One of the first things to confront you on entering the Hiroshima Peace Memorial Museum is a computer generated video representation of the bombing that devastated the city.
Titled “White Panorama,” the circular diorama is one of the centerpieces of the new museum’s permanent exhibition in its main building which reopened on April 26, 2017. In about 1.5 minutes the graphic projection onto a 5m wide diorama of an arial view of the city vividly displays the almost instant destruction of the bustling urban center on August 6, 1945.
After walking by large scale photographs of the pre-bombing cityscape, which, amongst other things, show the Industrial Promotion Hall (which would become known around the world as the A-bomb Dome), the Aioi “T-bridge” and groups of children swimming and posing for photographs, the viewer enters the first room of the new permanent exhibition, a section titled “A Lost Way of Life”, where the diorama is found, surrounded by a huge photographic panorama of the ruined city which lines the curved wall.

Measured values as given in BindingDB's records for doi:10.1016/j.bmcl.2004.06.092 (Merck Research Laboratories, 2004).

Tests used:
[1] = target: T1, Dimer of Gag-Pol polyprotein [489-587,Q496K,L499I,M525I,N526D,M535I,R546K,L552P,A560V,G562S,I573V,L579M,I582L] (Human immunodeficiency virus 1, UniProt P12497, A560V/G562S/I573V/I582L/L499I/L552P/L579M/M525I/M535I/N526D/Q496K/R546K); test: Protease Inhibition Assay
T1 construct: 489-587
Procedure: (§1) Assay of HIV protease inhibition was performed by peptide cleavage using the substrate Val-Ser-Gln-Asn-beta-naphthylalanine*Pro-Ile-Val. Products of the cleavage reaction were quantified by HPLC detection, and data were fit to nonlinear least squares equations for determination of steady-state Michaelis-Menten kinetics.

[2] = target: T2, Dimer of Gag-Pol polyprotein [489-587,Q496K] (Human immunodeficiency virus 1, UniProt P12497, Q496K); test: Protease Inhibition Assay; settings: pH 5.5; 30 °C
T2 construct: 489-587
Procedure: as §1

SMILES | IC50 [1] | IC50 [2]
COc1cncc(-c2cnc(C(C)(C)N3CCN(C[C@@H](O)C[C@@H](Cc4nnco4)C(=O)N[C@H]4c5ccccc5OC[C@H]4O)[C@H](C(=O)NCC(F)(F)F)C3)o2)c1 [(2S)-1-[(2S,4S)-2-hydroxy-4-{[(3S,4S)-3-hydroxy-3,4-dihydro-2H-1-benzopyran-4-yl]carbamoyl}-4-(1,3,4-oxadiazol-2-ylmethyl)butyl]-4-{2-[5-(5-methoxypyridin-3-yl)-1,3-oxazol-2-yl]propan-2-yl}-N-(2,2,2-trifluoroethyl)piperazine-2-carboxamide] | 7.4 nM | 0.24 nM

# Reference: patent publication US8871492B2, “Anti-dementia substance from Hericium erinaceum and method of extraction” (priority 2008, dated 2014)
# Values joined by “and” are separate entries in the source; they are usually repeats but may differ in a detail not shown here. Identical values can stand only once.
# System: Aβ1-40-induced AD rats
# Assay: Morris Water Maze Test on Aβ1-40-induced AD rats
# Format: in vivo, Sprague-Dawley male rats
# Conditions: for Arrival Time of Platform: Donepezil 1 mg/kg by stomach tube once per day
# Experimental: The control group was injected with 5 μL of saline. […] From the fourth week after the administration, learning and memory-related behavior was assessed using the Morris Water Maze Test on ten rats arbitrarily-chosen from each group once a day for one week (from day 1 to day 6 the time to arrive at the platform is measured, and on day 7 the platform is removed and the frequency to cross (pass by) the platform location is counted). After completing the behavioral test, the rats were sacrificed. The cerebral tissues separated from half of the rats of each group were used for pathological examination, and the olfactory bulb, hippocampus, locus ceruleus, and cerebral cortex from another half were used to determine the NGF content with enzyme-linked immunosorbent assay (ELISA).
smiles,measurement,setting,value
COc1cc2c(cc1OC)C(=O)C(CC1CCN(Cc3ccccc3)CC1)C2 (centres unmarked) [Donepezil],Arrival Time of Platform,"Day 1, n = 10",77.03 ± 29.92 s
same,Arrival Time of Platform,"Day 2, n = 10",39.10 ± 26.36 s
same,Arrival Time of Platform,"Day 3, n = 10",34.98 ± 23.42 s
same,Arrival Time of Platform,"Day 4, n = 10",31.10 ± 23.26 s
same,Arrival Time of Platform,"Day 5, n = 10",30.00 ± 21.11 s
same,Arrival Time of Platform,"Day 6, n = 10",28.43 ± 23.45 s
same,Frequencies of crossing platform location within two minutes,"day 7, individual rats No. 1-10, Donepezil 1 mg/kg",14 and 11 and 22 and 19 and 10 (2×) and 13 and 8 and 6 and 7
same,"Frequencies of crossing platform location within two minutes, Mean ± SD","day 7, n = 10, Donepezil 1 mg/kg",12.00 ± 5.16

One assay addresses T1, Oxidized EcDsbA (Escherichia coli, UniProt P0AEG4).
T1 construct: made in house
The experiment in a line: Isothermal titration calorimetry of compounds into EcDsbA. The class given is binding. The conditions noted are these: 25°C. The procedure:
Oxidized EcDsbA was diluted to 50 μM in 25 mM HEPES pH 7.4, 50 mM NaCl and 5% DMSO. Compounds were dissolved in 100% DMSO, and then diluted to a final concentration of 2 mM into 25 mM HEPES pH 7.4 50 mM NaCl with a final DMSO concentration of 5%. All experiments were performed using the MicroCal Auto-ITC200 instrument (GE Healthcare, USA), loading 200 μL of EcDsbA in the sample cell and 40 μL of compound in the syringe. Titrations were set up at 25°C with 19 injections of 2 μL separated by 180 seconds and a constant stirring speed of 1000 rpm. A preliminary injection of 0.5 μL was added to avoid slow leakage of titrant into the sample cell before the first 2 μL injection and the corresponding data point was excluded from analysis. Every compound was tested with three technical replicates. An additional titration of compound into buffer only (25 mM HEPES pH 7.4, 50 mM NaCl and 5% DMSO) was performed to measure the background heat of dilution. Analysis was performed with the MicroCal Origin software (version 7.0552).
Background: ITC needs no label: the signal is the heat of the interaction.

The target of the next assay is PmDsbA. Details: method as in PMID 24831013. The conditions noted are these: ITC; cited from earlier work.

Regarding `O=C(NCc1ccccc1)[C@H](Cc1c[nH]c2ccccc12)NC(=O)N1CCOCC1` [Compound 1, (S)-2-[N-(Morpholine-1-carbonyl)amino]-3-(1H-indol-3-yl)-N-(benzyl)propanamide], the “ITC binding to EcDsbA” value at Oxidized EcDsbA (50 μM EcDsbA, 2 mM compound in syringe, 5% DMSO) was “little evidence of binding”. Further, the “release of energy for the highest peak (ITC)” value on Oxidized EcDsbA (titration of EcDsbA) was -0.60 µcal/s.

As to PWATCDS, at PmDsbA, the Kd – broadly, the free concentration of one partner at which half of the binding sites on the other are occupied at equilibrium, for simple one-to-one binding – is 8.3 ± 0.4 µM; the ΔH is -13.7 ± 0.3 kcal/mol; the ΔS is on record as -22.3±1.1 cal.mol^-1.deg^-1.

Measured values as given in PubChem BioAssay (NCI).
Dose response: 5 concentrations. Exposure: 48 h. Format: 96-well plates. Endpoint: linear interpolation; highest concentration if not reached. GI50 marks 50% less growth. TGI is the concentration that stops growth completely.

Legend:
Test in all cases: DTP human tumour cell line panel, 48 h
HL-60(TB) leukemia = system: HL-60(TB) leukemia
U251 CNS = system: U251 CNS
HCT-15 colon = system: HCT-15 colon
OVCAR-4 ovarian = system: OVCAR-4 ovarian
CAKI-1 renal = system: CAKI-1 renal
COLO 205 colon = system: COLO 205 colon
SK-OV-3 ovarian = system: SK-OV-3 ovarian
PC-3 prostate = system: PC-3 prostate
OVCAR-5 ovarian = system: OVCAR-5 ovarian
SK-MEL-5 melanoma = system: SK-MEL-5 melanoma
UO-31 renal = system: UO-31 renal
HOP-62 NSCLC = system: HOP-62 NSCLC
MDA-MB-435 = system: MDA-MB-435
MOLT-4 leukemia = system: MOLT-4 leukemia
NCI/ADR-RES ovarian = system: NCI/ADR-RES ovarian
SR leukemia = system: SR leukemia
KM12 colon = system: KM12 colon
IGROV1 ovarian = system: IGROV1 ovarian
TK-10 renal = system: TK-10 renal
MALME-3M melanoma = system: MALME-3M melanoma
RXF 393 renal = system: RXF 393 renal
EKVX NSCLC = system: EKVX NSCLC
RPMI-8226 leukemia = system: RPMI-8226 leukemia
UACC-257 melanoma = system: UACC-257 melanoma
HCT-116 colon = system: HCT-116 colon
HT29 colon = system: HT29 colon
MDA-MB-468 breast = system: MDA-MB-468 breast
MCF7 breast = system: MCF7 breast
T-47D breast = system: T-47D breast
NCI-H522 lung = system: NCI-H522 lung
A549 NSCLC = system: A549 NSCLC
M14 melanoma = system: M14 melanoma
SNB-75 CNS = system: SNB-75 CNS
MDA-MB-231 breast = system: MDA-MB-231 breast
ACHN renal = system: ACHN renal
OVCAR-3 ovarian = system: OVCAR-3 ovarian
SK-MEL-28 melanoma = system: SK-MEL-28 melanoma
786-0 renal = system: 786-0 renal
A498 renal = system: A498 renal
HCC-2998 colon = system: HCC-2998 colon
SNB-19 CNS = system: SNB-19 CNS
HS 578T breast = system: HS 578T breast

On my first look at the exhibit, most of the visitors silently watched and/or videoed the presentation before moving on to other parts of the museum. I did overhear a couple of people comment on the instantaneous nature of the impact of the blast was on the city, which one imagines is one of the aims of the piece.
As the debates surrounding the now removed plastic mannequins representing A-bomb victims illustrate attempts to represent the unimaginable are fraught with difficulties. Watching the more “high-tech” 3D presentation several times, I thought about the efforts by survivors and activists over the years to shift the perspective of the bombing from the view of the Enola Gay to that of the people on the ground. This is not necessarily a criticism of the exhibit, but it is always worth examining how representation of any historical event fits into and shapes wider discourse.